Contingency Plan – More than Backup

by | Dec 2, 2009 | Strategy | Entrepreneurship, Blog

Editor’s Note:  This post was updated September 2020. – More than a decade ago I wrote this post about backing up your business. I never imagined I would still need to be talking about basic a contingency plan after all this time.  But here we are.  

Let me start by saying, I am an optimist. I believe things will work out.  However, when it comes to my business I also know that things can go wrong, and having a contingency plan is not being negative, it is being prepared.

Accidents happen and  even minor mishaps can be major catastrophes for small business owners. Every year, thousands of companies are unprepared for the interruption caused by a minor fire, flood, and burglary or computer meltdown. Whether you are dealing with natural disasters or simply working remotely, these precautions are more relevant today than ever before.

Create and Implement a Business Contingency Plan

Access to Your Information 

If you are like most small business owners, your computer is the heart and soul of the business. Contracts, financial records, project plans all live in a virtual state on your desktop. Unfortunately computers crash, virus’ attack, natural disasters occur and every user makes mistakes from time to time.

The consequences can be disastrous. Rebuilding financial information, contact lists, E-mail records or project files can be time-consuming, expensive and sometimes impossible.

Have a robust data back up plan in place. You have lots of options ranging from a second on-site server to sending copies of all your files to the cloud every night.

Not sure if you need to spend the money?  Ask yourself these questions: If my computer didn’t turn on tomorrow:

  • Would I still have a business?
  • Would I lose a significant amount of time, and money rebuilding my data
  • Would I know what to do?

If you don’t have a robust back up spend some time with an IT professional. Talk about how often you update critical files which are integral to your business and they will make an appropriate recommendation.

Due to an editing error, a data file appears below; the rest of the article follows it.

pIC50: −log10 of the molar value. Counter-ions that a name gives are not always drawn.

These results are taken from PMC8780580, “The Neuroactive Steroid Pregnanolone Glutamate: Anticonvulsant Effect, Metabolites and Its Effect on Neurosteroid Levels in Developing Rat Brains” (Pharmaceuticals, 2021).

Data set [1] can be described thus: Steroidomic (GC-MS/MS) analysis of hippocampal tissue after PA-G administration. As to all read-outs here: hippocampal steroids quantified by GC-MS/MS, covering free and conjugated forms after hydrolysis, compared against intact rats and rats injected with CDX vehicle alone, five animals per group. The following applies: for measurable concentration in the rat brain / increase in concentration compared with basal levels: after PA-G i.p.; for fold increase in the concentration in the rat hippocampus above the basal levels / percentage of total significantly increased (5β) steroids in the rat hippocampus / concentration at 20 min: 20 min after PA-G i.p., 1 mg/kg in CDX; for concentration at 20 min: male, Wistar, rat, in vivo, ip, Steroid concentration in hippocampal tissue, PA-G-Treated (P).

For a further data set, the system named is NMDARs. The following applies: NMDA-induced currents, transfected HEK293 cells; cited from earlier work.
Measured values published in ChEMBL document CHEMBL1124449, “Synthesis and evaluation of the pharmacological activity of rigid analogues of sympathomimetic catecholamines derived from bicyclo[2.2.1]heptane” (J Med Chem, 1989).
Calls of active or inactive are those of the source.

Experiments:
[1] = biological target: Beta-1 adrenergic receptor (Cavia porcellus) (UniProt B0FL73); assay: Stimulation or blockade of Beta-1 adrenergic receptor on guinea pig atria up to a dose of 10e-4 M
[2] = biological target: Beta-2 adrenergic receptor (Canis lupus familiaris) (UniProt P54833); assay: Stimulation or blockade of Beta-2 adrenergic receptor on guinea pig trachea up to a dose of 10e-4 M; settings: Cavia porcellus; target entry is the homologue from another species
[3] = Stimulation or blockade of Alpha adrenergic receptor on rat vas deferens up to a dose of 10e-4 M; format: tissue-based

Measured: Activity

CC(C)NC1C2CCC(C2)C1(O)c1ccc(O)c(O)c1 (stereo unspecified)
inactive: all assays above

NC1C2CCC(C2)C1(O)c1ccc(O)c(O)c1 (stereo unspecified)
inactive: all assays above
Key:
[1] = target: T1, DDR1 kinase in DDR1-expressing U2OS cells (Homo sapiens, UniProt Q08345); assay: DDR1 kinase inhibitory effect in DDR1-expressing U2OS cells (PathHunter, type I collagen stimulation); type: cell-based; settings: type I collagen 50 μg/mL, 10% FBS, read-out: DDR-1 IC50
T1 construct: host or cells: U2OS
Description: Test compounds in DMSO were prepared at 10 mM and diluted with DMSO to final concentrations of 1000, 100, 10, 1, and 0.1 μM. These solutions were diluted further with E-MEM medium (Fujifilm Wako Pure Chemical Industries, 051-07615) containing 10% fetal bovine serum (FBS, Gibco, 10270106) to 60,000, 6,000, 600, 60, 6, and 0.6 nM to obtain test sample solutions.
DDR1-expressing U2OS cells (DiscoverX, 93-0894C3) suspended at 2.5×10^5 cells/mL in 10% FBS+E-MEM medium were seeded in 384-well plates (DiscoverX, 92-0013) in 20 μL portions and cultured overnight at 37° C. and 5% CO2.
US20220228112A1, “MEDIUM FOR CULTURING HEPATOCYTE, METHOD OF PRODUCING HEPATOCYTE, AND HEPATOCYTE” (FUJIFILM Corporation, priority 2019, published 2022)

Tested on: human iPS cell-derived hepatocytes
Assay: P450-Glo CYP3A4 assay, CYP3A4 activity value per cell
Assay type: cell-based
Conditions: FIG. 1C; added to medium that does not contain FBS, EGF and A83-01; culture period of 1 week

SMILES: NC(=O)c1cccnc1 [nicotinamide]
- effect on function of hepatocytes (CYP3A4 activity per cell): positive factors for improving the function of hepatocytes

Having access to your information is a key starting point, but surviving a crisis requires a contingency plan that looks at more than just data recovery.

The Rest of the Contingency Plan

Equipment Replacement

Where you will operate if your office is damaged or destroyed?  Beyond restoring your data, you need to plan for equipment replacement.  Talk to your insurance agent to be sure you have enough coverage to replace furniture, equipment, inventory and other assets. Take the time to inventory all the assets in your building. Have a list of important equipment, serial numbers, purchase date and even photos. This will really simplify the process of filing that insurance claim.

Temporary Location

Where will you and your team work if your building is not accessible? While these days it is easier than ever to work from home. Putting systems in place for employees to work remotely is helpful even if it is only a day or two interruptions caused by inclement weather. You just don’t want to test those systems for the very first time when something big goes wrong.

Funding operations

Disasters have a way of piling up. Not only will you need to deal with the things listed above, you may incur additional expenses for moving or damages caused by missed deadlines.  Business continuity insurance will help cover the other unexpected costs.

Customer Care

Who will take care of your customers if you can’t? In the event you can not complete a project or meet a deadline because of the business interruption, you should have relationships with someone else who can serve your customers on a short term basis. This will allow you to preserve the customer relationship for the long term.

A Contingency Plan Helps Your Business Survive

According to the Financial Planning Association, of the businesses that suffer a disaster, 40% fail to reopen and 25% that reopen close within a year. Plan ahead!

Disaster may never strike and you may never need to execute your plan. But if something does happen, a well thought out continuity plan will help you through the transition and increase the odds that a temporary business interruption does not become a permanent one.

 

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